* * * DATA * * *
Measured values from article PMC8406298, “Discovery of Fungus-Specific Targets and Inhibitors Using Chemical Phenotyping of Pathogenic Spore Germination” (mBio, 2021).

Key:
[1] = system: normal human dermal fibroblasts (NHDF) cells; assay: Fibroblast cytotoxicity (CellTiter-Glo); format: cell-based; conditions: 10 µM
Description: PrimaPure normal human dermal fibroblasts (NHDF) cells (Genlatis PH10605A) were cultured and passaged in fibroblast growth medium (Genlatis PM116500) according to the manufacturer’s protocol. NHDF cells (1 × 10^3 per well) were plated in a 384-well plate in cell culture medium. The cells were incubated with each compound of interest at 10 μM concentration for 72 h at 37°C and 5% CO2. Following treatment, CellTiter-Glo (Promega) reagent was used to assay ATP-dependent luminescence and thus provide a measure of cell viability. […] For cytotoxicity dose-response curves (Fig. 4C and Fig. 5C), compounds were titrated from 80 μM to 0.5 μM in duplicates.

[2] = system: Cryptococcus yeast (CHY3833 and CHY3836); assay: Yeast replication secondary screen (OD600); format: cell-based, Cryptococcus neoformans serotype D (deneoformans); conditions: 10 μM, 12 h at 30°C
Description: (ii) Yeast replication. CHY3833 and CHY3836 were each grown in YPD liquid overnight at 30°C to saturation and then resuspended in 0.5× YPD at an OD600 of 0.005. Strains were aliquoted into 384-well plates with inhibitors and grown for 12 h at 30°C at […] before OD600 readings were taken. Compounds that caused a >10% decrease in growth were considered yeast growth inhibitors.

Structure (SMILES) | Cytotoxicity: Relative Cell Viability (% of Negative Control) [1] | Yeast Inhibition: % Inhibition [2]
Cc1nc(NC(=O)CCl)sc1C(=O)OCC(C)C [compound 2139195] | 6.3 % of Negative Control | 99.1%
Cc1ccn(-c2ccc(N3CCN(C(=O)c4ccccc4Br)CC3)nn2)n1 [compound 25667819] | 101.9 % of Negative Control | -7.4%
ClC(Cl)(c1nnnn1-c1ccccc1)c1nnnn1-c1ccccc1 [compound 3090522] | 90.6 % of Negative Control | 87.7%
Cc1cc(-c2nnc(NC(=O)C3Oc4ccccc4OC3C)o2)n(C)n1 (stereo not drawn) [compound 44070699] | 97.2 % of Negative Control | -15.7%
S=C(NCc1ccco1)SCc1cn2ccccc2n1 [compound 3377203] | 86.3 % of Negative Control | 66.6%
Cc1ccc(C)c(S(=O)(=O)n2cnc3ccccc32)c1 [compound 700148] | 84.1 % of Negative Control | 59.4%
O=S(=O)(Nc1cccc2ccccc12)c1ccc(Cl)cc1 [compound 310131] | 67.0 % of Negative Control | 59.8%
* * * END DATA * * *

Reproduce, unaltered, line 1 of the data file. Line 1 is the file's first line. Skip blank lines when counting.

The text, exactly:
Measured values from article PMC8406298, “Discovery of Fungus-Specific Targets and Inhibitors Using Chemical Phenotyping of Pathogenic Spore Germination” (mBio, 2021).